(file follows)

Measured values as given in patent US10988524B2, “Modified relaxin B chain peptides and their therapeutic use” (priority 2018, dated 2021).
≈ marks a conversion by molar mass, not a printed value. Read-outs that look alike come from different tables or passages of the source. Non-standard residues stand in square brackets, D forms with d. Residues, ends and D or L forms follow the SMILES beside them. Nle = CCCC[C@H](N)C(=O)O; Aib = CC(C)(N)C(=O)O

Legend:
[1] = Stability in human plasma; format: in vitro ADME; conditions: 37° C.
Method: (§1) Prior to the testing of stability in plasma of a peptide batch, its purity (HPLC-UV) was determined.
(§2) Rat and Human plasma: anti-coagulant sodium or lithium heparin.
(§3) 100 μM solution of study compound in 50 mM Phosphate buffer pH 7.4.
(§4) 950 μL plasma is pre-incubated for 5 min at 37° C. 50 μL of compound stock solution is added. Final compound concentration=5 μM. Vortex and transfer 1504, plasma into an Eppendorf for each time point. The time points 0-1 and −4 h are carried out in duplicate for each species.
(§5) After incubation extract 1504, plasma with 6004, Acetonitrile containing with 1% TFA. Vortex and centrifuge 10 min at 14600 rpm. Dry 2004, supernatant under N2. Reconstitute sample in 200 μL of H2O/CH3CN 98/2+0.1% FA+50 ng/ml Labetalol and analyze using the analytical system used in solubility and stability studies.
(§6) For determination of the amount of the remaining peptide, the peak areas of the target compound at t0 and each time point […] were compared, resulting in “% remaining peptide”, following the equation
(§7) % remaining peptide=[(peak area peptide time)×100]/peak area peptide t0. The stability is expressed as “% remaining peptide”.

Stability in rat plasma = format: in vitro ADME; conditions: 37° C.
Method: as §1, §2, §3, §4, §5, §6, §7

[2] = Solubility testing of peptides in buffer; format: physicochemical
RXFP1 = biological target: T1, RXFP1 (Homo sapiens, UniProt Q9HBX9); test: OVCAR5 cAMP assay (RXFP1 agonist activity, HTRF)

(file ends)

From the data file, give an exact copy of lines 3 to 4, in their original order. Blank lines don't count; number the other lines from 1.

Legend:
[1] = Stability in human plasma; format: in vitro ADME; conditions: 37° C.